Heading for a Grexit?

Lee Sustar looks at the latest power play by European authorities and the IMF--and the hard choices that it places before Greece's left-wing government.

Greek Prime Minister Alexis Tsipras listens to European Commission President Jean-Claude Juncker (European Council)Greek Prime Minister Alexis Tsipras listens to European Commission President Jean-Claude Juncker (European Council)

PRESSURE TO repay European creditors could soon force the SYRIZA government in Greece to either abandon key elements of the anti-austerity program that propelled it to victory and into office in January elections--or default on debt repayments, which could lead to a departure from the euro, the common currency of 19 European countries.

News reports on Monday as this article was being written suggested that Greek Finance Ministry officials, led by a figure close to Prime Minister Alexis Tsipras, are preparing to send proposals to the German government that would accept the austerity measures to maintain privatization and restrict government spending that the lenders are demanding, in return for funds to stave off default.

Even if the reports prove to be exaggerated or inaccurate, the rumors alone show the intensity of the pressure on Greece to capitulate to the demands of the lenders.

The crisis atmosphere has been deepening throughout April. To prepare to make an $815 million debt payment to the International Monetary Fund (IMF) due in early May, plus another $425 million in interest payments, Tsipras issued a decree in late April giving the Greek central bank direct control of all funds held by local governments and public institutions.

That move led to more questions about whether the SYRIZA government would be able to keep three of its core commitments to voters: one, regular and full payment of salaries and pensions it owes to workers; two, an end to layoffs in the public sector; and three, no increase in the value-added sales tax (VAT).

If the government chooses to hold the line on those issues and not make the repayments, it could find itself out of the Eurozone--and compelled to take measures such as imposing controls on capital, nationalizing banks and even other sectors of the economy to keep them operating, with workers' action playing a decisive role.

There may soon be no other choice, even if the government makes further concessions. Having already been forced to retreat on many elements of its program in February, SYRIZA continues to face European authorities who are determined to block the left-wing Greek government from implementing any policies to reverse years of devastating austerity.

The question is stark: Pay the creditors or pay the salaries of state employees and retirees.

The showdown has raised the prospect of Greece being forced to abandon the euro. Whether it happens purposely, as a "Grexit," or as an unintentional outcome of a debt default--a "Greccident"--Greece's departure from the Eurozone would lead to unforeseeable economic and political consequences.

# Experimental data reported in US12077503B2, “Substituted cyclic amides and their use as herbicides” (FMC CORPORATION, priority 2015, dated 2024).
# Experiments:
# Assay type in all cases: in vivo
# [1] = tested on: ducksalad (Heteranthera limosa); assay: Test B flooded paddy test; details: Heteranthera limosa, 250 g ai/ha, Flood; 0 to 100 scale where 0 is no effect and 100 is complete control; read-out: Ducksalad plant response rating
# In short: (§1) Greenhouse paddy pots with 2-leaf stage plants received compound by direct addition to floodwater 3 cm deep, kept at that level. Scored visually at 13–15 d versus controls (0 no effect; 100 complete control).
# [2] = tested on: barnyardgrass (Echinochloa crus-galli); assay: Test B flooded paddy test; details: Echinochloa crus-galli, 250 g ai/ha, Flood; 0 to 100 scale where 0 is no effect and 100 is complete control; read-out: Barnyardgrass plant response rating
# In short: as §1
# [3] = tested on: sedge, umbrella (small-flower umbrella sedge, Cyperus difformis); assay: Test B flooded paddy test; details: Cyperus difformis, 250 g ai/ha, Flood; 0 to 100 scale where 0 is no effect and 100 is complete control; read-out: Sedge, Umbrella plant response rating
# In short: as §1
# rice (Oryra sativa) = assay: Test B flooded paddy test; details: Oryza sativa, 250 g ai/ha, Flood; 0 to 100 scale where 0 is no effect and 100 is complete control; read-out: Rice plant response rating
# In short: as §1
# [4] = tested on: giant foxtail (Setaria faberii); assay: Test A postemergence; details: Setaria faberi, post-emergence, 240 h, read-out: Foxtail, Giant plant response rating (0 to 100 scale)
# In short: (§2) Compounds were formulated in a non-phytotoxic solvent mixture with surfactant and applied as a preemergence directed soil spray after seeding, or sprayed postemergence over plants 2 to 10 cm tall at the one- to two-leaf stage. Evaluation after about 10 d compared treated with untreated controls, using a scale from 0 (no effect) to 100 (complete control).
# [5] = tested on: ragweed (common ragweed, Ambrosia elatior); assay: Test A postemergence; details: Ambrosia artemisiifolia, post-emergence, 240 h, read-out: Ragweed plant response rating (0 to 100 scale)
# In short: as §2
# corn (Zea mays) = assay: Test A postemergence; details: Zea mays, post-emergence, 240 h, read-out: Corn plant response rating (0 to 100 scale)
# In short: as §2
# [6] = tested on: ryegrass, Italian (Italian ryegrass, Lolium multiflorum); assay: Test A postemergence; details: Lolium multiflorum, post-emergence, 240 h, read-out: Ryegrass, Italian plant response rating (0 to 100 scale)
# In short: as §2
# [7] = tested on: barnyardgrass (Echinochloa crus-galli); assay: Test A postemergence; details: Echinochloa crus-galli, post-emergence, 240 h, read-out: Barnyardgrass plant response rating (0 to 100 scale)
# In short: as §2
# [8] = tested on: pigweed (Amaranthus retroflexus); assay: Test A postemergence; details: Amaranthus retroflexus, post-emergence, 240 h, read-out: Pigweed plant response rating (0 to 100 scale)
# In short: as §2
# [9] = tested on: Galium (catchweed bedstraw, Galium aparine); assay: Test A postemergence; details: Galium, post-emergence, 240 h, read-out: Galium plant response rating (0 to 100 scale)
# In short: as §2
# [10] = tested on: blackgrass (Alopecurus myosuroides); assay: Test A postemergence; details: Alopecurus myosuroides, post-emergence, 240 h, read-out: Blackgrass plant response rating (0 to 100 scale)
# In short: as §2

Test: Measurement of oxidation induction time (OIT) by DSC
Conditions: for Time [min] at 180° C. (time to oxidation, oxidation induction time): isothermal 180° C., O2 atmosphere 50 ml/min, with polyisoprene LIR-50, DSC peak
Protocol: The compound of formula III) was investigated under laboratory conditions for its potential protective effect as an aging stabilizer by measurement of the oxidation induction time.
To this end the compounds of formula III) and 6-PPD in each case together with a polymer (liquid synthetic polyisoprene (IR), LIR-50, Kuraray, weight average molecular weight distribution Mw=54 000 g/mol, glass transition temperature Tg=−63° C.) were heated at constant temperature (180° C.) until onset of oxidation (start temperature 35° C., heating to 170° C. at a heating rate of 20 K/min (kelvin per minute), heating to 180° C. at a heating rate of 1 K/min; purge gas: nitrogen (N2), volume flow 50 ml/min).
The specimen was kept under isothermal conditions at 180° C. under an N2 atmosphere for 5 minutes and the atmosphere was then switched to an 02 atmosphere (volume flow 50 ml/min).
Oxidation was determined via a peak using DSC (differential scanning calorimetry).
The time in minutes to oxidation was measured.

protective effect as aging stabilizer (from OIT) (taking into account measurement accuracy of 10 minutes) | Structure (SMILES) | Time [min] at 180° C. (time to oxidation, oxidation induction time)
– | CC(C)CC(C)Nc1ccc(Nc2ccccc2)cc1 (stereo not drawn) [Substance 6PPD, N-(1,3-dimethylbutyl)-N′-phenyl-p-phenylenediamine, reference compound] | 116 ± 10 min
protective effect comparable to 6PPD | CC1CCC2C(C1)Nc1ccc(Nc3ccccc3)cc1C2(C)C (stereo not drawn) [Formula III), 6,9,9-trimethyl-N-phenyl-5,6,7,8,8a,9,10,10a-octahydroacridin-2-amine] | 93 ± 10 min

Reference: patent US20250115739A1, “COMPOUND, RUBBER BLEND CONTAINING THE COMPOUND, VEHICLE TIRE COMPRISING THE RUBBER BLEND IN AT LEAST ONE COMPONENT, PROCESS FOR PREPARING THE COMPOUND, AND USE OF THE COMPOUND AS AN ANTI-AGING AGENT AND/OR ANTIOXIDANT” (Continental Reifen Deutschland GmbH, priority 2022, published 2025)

But that's a chance that Germany, the dominant European Union (EU) power, is apparently willing to take. Since the restructuring of Greek debt in 2012, the risk from bad debts has been transferred from private banks to taxpayers in EU member countries, the European Central Bank (ECB) and the IMF. With the banks purportedly insulated from the risk of a default, the EU's European Commission, the ECB and the IMF--known collectively as the Troika--are turning the screws.

Already, some 2.5 million people in a total population of 11 million live under the poverty line. Another 3.8 million are on the edge of poverty. The unemployment rate in early 2015 was 26.6 percent--and 52 percent for those aged 15 to 24. Wages have fallen by an average of 5 percent every year since 2009.

But to qualify for the $7.8 billion four-month bridge agreement that would give Greece desperately needed funds, the government must bow to further demands for concessions.

To ratchet up the pressure still further, the ECB has drawn up plans to limit loans for "emergency liquidity assistance" that have kept Greek banks afloat, even while the country's rich continue to move their money out of Greece. As researchers for the investment bank Brown Brothers Harriman put it, "Although there is no formal mechanism to eject Greece from the monetary union [i.e., the euro], cutting the Greek banks off of central bank funding has long been perceived to be one way that the process can be engineered."

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IF THE Greek government thinks it can once more postpone this day of reckoning, it's because this has been the attitude all along among Tsipras and the majority of the SYRIZA leadership.

They believed from the outset that the catastrophic failure of austerity and a strong mandate from Greek voters would compel the IMF-EU-ECB Troika to make a reasonable compromise--one that both relieved Greece's debt burden and allowed the country to remain part of the Eurozone.

Thus, rather than prepare the country for the possibility of an exit from the euro, the government fostered illusions in the possibility of reaching a tolerable deal with the European authorities and the IMF.

As a result, an April opinion poll showed that 70 percent of people supported a compromise with the Troika in order to reach deal that would allow Greece to remain in the Eurozone--a view being pushed hard by the Greek mass media even as European authorities ratchet up the pressure that could push Greece out of the euro, like it or not.

As many on the left in Greece, including the Left Platform within SYRIZA, pointed out, Tsipras gave up one small possibility for leverage by pre-emptively ruling out any scenario involving default. Party leaders in charge of the government continued to cling to the hope of a deal with the Troika, even after being forced to retreat in their first confrontation with European authorities in February.

In that deal, the government agreed to maintain a high "primary surplus"--that is, money in the state budget before debts are repaid--and implement a list of further "reforms" involving privatization and other measures to be specified later.

Repackaging this harsh setback as a victory, Tsipras and Greek Finance Minister Yanis Varoufakis have subsequently played for time, hoping to outflank hardline German Finance Minister Wolfgang Schäuble with appeals to the leaders of France, Italy, the IMF and even Barack Obama.